Couple convicted of abusing girl they took from orphanage
Associated Press Archive
Author: ANGELA K. BROWN; Associated Press Writer
A Baptist minister and his wife were convicted Thursday of abusing a girl they took from an orphanage and raised as the family servant.
The Rev. Joseph Combs, and his wife, Evangeline, were also convicted of kidnapping, among other charges. They hugged and said "I love you" to their children after the verdict was read.
Esther Combs, whom the couple took as a baby from an Indiana orphanage in 1978, sobbed and declined comment. She was considered kidnapped because the couple took her with the pretense to adopt her, but never did.
Esther, now 22 and living in another state under a different name, testified that Mrs. Combs beat her with baseball bats, burned her with a curling iron and pulled out chunks of her flesh with pliers -- causing more than 400 scars on her body.
She said she was denied an education, forced to do all the chores and required to wear clothing that covered her scars.
The Combses' five children testified that Esther wasn't abused. They said she could read and write well, went shopping without their parents and chose to wear long dresses.
Combs, 51, denied the allegations and testified that he was "bewildered" by Esther's claims. He said the couple meant to adopt Esther but couldn't afford the financial demands from the Baptist Children's Home in Valparaiso, Ind. Mrs. Combs, 50, didn't testify.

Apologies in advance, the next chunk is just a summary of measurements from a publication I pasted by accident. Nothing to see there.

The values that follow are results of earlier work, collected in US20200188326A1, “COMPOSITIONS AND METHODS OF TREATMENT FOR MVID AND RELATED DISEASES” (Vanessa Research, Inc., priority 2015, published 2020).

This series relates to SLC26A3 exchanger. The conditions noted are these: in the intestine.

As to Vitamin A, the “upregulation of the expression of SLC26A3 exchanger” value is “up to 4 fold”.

The two will be sentenced April 25. Combs faces up to 144 years in prison and his wife up to 73.
Combs, former pastor of the now-defunct Emmanuel Baptist Church in Bristol, also was convicted of aggravated assault, aggravated perjury and rape. Mrs. Combs also was convicted of aggravated child abuse. They were taken to jail after their convictions.
Jurors and defense attorneys wouldn't comment after the trial. Prosecutor Greeley Wells said he was relieved.
"The guilty verdict was thoroughly justified by the evidence in this case," he said.
Authorities said the two decades of brutal abuse was hidden until Esther was hospitalized in February 1997 after trying to kill herself by drinking antifreeze. Doctors found layers of scars on her body and fractures that had not healed properly, according to testimony.